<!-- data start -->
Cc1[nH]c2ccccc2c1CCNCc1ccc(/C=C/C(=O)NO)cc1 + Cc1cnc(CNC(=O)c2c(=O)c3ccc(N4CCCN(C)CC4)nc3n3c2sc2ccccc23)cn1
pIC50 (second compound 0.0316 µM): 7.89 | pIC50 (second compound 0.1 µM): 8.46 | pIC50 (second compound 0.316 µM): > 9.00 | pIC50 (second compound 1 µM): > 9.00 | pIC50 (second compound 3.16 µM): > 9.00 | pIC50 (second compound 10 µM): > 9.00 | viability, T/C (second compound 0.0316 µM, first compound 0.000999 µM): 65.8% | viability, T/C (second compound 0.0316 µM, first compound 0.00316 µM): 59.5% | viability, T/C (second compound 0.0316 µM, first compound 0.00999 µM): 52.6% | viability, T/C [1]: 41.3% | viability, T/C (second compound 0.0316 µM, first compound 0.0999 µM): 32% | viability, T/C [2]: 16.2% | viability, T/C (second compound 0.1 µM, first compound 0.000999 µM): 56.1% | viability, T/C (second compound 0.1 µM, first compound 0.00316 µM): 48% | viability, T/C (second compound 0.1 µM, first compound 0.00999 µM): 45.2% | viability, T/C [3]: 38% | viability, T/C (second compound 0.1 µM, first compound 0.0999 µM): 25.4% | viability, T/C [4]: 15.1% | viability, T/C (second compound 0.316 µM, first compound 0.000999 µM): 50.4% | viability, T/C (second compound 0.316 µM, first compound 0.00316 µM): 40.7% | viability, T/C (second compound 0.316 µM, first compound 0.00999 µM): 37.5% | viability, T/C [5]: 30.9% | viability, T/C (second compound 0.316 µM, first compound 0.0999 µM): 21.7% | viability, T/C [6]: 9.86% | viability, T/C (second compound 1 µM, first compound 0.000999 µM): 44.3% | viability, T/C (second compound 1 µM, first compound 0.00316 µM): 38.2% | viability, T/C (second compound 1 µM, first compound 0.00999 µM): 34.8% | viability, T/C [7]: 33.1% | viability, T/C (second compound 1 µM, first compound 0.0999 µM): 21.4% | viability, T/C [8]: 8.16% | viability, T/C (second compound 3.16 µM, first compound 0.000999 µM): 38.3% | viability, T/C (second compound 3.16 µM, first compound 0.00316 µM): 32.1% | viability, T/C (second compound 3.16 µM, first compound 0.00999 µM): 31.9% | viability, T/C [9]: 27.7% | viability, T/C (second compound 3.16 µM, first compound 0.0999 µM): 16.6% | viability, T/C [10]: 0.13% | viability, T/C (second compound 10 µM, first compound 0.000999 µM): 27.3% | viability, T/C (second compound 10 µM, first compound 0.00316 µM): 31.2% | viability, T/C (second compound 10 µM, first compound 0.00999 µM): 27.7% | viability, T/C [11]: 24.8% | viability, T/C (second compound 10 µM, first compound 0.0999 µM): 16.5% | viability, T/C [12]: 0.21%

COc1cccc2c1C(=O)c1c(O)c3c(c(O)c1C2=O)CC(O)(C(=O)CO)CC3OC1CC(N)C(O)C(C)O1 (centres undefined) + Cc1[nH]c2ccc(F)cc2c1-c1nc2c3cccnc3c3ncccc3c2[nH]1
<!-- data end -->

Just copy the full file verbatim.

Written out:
Cc1[nH]c2ccccc2c1CCNCc1ccc(/C=C/C(=O)NO)cc1 + Cc1cnc(CNC(=O)c2c(=O)c3ccc(N4CCCN(C)CC4)nc3n3c2sc2ccccc23)cn1
pIC50 (second compound 0.0316 µM): 7.89 | pIC50 (second compound 0.1 µM): 8.46 | pIC50 (second compound 0.316 µM): > 9.00 | pIC50 (second compound 1 µM): > 9.00 | pIC50 (second compound 3.16 µM): > 9.00 | pIC50 (second compound 10 µM): > 9.00 | viability, T/C (second compound 0.0316 µM, first compound 0.000999 µM): 65.8% | viability, T/C (second compound 0.0316 µM, first compound 0.00316 µM): 59.5% | viability, T/C (second compound 0.0316 µM, first compound 0.00999 µM): 52.6% | viability, T/C [1]: 41.3% | viability, T/C (second compound 0.0316 µM, first compound 0.0999 µM): 32% | viability, T/C [2]: 16.2% | viability, T/C (second compound 0.1 µM, first compound 0.000999 µM): 56.1% | viability, T/C (second compound 0.1 µM, first compound 0.00316 µM): 48% | viability, T/C (second compound 0.1 µM, first compound 0.00999 µM): 45.2% | viability, T/C [3]: 38% | viability, T/C (second compound 0.1 µM, first compound 0.0999 µM): 25.4% | viability, T/C [4]: 15.1% | viability, T/C (second compound 0.316 µM, first compound 0.000999 µM): 50.4% | viability, T/C (second compound 0.316 µM, first compound 0.00316 µM): 40.7% | viability, T/C (second compound 0.316 µM, first compound 0.00999 µM): 37.5% | viability, T/C [5]: 30.9% | viability, T/C (second compound 0.316 µM, first compound 0.0999 µM): 21.7% | viability, T/C [6]: 9.86% | viability, T/C (second compound 1 µM, first compound 0.000999 µM): 44.3% | viability, T/C (second compound 1 µM, first compound 0.00316 µM): 38.2% | viability, T/C (second compound 1 µM, first compound 0.00999 µM): 34.8% | viability, T/C [7]: 33.1% | viability, T/C (second compound 1 µM, first compound 0.0999 µM): 21.4% | viability, T/C [8]: 8.16% | viability, T/C (second compound 3.16 µM, first compound 0.000999 µM): 38.3% | viability, T/C (second compound 3.16 µM, first compound 0.00316 µM): 32.1% | viability, T/C (second compound 3.16 µM, first compound 0.00999 µM): 31.9% | viability, T/C [9]: 27.7% | viability, T/C (second compound 3.16 µM, first compound 0.0999 µM): 16.6% | viability, T/C [10]: 0.13% | viability, T/C (second compound 10 µM, first compound 0.000999 µM): 27.3% | viability, T/C (second compound 10 µM, first compound 0.00316 µM): 31.2% | viability, T/C (second compound 10 µM, first compound 0.00999 µM): 27.7% | viability, T/C [11]: 24.8% | viability, T/C (second compound 10 µM, first compound 0.0999 µM): 16.5% | viability, T/C [12]: 0.21%

COc1cccc2c1C(=O)c1c(O)c3c(c(O)c1C2=O)CC(O)(C(=O)CO)CC3OC1CC(N)C(O)C(C)O1 (centres undefined) + Cc1[nH]c2ccc(F)cc2c1-c1nc2c3cccnc3c3ncccc3c2[nH]1